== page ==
Wikipedia Guessed Hillary Clinton’s Running Mate
One candidate's page received a thorough spring clean prior to Clinton's announcement
Hillary Clinton kept the news media world on the edge of its seat, waiting to announce her vice presidential running mate until just days before the Democratic National Convention began. But when she finally did, it became obvious those paying close attention to the fervor could have easily called it in advance with the help of the world’s most famous encyclopedia.
Since the outset of her campaign, the VP guesses had been flowing in. As the time drew nearer and nearer, news sites began rolling out their shortlists based on joint campaign stops and reported face-to-face meetings.
In the 2008 election, the Washington Post discovered that a look at the Wikipedia edit history of Sarah Palin’s page would have foretold the surprise announcement that she was John McCain’s VP pick. The going theory for the shift was that those inside the McCain campaign or the then-governor’s immediate sphere were busy doing some tidy-up work behind the wizard’s curtain in anticipation of the traffic surge as curious voters and lead-hungry journalists pored over her page.
The Atlantic revisited this harbinger by looking at some of the figures swept up in the Democratic Veepstakes. They found that of the top expert guesses, U.S. Senator of Virginia Tim Kaine’s Wikipedia page has seen the most edits over the course of the past week. That fit right in with what poll-watchers were betting on—Kaine led the pack by at least 86 percentage points on PredictWise in the hours immediately before Clinton made her announcement.
Information added to Kaine’s page included his policies on energy and details of his past political experience, as well as minor copy edits, link-fixes and reordering made by prolific Wikipedia editors that seemingly just want in on the action. Over 100 edits were made on Friday alone. It’s not clear if the edits are linked in any way to the Clinton campaign.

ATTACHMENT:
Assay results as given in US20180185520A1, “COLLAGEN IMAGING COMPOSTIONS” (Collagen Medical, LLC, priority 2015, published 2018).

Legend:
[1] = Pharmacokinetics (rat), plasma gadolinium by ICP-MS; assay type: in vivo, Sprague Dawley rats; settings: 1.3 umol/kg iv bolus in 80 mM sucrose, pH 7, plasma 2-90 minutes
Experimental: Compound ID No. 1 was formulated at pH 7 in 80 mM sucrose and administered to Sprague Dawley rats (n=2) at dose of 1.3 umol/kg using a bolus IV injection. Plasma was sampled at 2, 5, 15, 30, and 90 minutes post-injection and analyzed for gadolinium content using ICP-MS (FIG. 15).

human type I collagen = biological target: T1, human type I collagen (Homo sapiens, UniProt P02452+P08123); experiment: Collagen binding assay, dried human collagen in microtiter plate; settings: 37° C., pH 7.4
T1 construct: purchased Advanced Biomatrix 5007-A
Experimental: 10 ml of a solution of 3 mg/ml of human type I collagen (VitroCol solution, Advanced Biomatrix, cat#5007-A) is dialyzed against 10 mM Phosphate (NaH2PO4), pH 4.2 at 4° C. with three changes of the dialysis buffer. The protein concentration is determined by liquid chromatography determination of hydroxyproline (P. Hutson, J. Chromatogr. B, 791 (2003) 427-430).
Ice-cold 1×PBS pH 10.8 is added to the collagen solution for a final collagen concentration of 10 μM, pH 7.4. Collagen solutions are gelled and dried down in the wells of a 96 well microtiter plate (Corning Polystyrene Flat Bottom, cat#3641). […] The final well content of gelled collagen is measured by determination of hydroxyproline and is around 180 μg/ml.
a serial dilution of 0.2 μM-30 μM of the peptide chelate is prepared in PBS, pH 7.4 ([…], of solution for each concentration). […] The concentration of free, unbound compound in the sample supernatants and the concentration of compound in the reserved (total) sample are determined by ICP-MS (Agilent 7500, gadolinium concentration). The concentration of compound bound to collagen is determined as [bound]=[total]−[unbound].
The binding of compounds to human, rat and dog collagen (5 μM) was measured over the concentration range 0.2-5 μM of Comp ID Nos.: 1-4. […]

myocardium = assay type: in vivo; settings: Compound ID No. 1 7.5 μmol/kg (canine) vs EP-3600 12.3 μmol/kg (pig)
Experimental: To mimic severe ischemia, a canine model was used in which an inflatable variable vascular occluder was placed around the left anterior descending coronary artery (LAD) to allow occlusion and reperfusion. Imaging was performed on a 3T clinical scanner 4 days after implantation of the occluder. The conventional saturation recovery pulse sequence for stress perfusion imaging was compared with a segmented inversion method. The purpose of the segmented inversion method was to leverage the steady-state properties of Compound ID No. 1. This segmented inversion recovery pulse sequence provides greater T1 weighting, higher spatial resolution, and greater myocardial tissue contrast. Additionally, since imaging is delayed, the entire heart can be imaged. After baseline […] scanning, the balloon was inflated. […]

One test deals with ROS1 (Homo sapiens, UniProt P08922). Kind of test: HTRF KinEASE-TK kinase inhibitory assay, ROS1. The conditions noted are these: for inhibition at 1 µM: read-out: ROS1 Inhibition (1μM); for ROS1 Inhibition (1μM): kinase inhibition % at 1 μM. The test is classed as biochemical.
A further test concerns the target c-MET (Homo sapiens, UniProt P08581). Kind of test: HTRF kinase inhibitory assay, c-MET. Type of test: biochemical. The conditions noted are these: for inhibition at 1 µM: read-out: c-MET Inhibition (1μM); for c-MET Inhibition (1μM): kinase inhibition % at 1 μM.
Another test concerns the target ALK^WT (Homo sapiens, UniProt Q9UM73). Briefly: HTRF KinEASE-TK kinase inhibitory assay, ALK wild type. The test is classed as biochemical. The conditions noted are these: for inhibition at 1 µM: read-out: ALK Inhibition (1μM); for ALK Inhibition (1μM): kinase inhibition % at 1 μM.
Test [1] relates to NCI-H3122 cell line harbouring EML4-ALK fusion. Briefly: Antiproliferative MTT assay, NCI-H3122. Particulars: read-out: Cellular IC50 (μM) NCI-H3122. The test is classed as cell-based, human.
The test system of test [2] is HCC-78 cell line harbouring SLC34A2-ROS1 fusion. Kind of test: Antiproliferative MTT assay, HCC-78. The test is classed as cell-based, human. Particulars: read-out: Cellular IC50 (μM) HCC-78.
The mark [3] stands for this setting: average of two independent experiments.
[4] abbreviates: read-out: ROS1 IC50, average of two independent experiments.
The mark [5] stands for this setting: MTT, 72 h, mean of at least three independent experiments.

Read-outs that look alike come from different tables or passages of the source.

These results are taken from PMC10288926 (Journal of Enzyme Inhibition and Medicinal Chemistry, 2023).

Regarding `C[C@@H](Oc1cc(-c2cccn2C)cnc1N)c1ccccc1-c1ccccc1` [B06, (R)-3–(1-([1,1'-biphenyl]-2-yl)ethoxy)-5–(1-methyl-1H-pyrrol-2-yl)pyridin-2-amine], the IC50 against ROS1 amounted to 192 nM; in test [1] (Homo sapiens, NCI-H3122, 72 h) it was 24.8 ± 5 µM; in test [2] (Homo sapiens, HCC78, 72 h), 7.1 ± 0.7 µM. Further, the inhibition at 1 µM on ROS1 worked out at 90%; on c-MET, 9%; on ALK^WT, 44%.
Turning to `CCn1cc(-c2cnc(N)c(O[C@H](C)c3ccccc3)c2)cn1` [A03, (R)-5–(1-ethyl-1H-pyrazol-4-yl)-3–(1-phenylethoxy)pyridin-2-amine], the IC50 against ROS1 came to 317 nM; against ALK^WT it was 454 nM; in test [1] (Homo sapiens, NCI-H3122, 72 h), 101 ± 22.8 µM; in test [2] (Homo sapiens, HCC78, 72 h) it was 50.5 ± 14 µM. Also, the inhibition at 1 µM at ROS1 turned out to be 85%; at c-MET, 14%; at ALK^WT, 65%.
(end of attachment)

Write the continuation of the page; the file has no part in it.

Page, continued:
Other top potential candidates for the position included U.S. Secretary of Agriculture Tom Vilsack, U.S. Secretary of Housing and Urban Development Julian Castro, Colorado Governor John Hickenlooper, Ohio Senator Sherrod Brown, and dark horse choice Bernie Sanders. There had been a greater number of changes to their Wikipedia pages than other figures warranting conjecture, like Massachusetts senator Elizabeth Warren and former presidential hopeful Martin O’Malley, though it’s as important to note who’s making the edits and what they were as it is the sheer number.
Vilsack’s edits were pretty minor, and most were done by regular Wikipedia editors, quieting alarm bells of a preset strategy from Washington insiders. The same could be said for Castro, Hickenlooper, and Brown, though an anonymous editor did add to a section on Castro’s presence in the 2016 election on the trail for Clinton.
And while it was quite possible that the edits were merely the result of a self-perpetuating feedback loop of heightened interest resulting from media speculation (like this article—meta), The New York Times had also noted that Democrats close to Clinton’s campaign have hinted at Kaine’s selection.